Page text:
But India, thanks to democracy, has been an exception. It has been intervening in the labour markets since 1947 by ensuring that wages/salaries in the formal economy remain impervious to market conditions. Not just this. The intervention has been so aggressive that labour costs in the formal sector are now double or even triple of what they are in well-run economies.
In Marxian terms, this means that it is labour that has extracted the surplus rather than having had it extracted from it. It has left those whom the Marxists call ‘capitalists’ unable to invest except by borrowing a significantly higher proportion of the total investment than what they do in other countries. This has also created the incentive for the capitalists to retrieve their investment out of the borrowed funds, rather than from future profits because the wage bill remains the same—or even increases slightly even when there is a demand slowdown.
For the public sector and the Government, the consequences have been equally negative because their wage bill increases in line with inflation. This has meant higher taxes to pay these high wage bills or more borrowing from captive banks. Both have depressed private savings, especially household savings. This in turn has put further downward pressure on investment.
If this is not bad enough, the financial sector, the other favourite of Indian governments, is also not as flexible as it should be. Interest rates refuse to come down. High wage costs in the public sector banks, which account for 75 per cent of the loans, ensure this.
This in turn means that the production sector is not only faced with a high wage bill, but also a high interest bill. It just can’t cope. This doesn’t happen in any other country that two out of the three sectors of the economy simply don’t adjust to changed market realities.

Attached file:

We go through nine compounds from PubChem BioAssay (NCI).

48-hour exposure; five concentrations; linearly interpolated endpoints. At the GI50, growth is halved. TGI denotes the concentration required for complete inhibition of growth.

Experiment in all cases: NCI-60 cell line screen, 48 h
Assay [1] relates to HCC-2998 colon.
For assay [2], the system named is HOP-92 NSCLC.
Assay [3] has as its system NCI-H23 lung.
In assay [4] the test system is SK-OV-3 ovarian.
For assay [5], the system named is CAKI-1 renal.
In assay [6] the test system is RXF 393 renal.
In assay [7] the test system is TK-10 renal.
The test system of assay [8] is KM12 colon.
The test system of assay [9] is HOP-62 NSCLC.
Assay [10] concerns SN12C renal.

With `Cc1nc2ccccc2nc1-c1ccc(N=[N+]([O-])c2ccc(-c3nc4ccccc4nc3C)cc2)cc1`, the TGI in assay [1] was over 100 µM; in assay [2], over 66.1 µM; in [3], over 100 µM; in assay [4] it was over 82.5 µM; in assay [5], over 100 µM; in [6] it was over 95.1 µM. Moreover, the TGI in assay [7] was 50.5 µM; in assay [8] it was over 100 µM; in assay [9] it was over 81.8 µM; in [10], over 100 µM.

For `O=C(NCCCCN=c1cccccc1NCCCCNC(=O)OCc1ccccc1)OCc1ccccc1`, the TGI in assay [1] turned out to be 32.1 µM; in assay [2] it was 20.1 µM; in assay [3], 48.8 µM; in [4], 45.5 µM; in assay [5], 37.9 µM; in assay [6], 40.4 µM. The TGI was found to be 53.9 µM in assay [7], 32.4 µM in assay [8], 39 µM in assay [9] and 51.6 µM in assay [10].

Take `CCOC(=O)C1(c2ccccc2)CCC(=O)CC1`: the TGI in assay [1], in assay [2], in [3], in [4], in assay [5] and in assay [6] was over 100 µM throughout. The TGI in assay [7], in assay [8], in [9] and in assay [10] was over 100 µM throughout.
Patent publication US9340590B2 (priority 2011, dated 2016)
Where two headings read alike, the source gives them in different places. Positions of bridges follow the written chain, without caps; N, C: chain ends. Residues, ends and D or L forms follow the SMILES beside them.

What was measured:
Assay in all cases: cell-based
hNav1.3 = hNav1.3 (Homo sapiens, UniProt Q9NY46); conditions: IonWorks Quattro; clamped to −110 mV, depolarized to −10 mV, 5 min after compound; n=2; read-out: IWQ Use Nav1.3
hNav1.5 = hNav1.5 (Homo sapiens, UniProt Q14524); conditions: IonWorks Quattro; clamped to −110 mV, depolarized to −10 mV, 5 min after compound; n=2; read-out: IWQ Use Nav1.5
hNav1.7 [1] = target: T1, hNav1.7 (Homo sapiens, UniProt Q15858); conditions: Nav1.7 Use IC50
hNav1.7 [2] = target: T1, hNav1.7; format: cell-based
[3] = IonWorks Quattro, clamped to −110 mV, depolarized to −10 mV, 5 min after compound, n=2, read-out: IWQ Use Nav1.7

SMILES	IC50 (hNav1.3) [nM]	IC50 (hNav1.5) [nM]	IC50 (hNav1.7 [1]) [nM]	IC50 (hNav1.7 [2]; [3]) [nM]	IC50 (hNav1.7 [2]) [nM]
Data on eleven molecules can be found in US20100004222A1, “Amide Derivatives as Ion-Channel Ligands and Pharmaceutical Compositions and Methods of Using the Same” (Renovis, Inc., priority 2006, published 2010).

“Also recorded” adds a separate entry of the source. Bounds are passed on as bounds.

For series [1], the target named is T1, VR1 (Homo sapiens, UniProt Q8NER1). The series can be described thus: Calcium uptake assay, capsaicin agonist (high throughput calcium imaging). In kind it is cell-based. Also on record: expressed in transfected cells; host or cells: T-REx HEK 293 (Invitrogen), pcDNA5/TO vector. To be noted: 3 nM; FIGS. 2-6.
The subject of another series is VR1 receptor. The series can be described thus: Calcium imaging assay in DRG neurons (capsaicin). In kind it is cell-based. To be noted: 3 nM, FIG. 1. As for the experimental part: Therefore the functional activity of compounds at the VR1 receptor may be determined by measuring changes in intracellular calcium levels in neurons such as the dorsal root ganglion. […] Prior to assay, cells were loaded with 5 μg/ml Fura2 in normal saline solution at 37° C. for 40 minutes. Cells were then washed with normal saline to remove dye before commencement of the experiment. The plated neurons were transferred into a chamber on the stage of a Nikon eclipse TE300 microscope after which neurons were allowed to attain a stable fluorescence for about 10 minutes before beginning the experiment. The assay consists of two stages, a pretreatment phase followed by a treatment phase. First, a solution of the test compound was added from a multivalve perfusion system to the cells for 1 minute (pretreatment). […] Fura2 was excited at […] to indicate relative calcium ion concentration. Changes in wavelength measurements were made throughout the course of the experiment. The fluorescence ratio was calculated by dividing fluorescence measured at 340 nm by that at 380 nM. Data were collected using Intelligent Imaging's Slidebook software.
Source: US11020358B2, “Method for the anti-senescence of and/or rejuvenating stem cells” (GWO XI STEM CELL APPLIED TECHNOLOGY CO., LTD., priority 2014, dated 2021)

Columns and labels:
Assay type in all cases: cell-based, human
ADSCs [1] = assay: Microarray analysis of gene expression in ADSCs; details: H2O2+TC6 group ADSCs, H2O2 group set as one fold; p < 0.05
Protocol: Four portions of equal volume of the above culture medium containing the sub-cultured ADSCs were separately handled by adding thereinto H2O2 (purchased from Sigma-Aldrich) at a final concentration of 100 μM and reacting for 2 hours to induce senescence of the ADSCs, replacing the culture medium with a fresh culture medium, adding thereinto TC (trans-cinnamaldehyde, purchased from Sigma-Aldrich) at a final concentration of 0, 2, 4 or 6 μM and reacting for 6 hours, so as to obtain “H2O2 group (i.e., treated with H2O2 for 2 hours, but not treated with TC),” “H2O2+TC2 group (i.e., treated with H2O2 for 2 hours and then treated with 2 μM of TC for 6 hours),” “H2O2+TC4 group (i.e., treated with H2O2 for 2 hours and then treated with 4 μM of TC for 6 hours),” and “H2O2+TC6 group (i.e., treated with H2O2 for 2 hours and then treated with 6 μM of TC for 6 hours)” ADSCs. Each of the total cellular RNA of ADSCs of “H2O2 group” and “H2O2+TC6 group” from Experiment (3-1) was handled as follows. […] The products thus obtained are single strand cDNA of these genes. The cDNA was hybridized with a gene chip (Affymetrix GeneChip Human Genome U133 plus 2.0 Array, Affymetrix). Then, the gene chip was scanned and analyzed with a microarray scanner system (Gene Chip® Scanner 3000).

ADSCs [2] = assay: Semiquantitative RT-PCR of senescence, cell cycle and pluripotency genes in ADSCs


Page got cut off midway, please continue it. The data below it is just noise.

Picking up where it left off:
This the main reason why, in spite of the huge reduction in demand, the product market has not been able to offer market clearing discounts. In other words, it too has a downward rigidity problem! India is unique in this respect.
What Needs to be Done
The most important policy issue today is the extent to which the Government can stop spending taxpayers’ money on the labour and financial markets so that the real or production sector can offer lower prices to increase purchases by consumers.
Consider, as an extreme but politically impractical solution, what would happen if the Government cut all wages and pensions by half and told the banks and NBFCs that it won’t pump money into them anymore. Instead, it tells the production sector that it will give them money to pay off their debts. This is because the time is long past when just lowering tax rates would do the trick.
The answer is simple: the economy will revive and start growing more quickly once again.
But we all know that for reasons of political correctness and competition, this is not going to happen to the extent needed, if at all. So what’s the next best alternative?